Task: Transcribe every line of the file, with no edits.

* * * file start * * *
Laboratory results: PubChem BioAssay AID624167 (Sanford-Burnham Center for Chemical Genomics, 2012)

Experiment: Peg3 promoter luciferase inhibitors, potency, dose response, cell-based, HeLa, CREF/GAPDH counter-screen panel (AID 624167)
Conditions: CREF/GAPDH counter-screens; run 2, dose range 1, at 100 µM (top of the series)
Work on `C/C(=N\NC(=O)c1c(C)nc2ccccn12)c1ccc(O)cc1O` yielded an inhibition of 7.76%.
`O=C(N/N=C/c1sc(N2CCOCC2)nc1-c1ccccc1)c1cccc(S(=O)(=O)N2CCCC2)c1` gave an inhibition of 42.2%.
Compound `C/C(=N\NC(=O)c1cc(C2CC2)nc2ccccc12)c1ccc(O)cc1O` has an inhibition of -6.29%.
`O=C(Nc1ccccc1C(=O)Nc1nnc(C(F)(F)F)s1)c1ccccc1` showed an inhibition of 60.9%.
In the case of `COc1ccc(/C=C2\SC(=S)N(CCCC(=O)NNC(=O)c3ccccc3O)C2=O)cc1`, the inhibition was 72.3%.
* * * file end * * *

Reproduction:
Laboratory results: PubChem BioAssay AID624167 (Sanford-Burnham Center for Chemical Genomics, 2012)

Experiment: Peg3 promoter luciferase inhibitors, potency, dose response, cell-based, HeLa, CREF/GAPDH counter-screen panel (AID 624167)
Conditions: CREF/GAPDH counter-screens; run 2, dose range 1, at 100 µM (top of the series)
Work on `C/C(=N\NC(=O)c1c(C)nc2ccccn12)c1ccc(O)cc1O` yielded an inhibition of 7.76%.
`O=C(N/N=C/c1sc(N2CCOCC2)nc1-c1ccccc1)c1cccc(S(=O)(=O)N2CCCC2)c1` gave an inhibition of 42.2%.
Compound `C/C(=N\NC(=O)c1cc(C2CC2)nc2ccccc12)c1ccc(O)cc1O` has an inhibition of -6.29%.
`O=C(Nc1ccccc1C(=O)Nc1nnc(C(F)(F)F)s1)c1ccccc1` showed an inhibition of 60.9%.
In the case of `COc1ccc(/C=C2\SC(=S)N(CCCC(=O)NNC(=O)c3ccccc3O)C2=O)cc1`, the inhibition was 72.3%.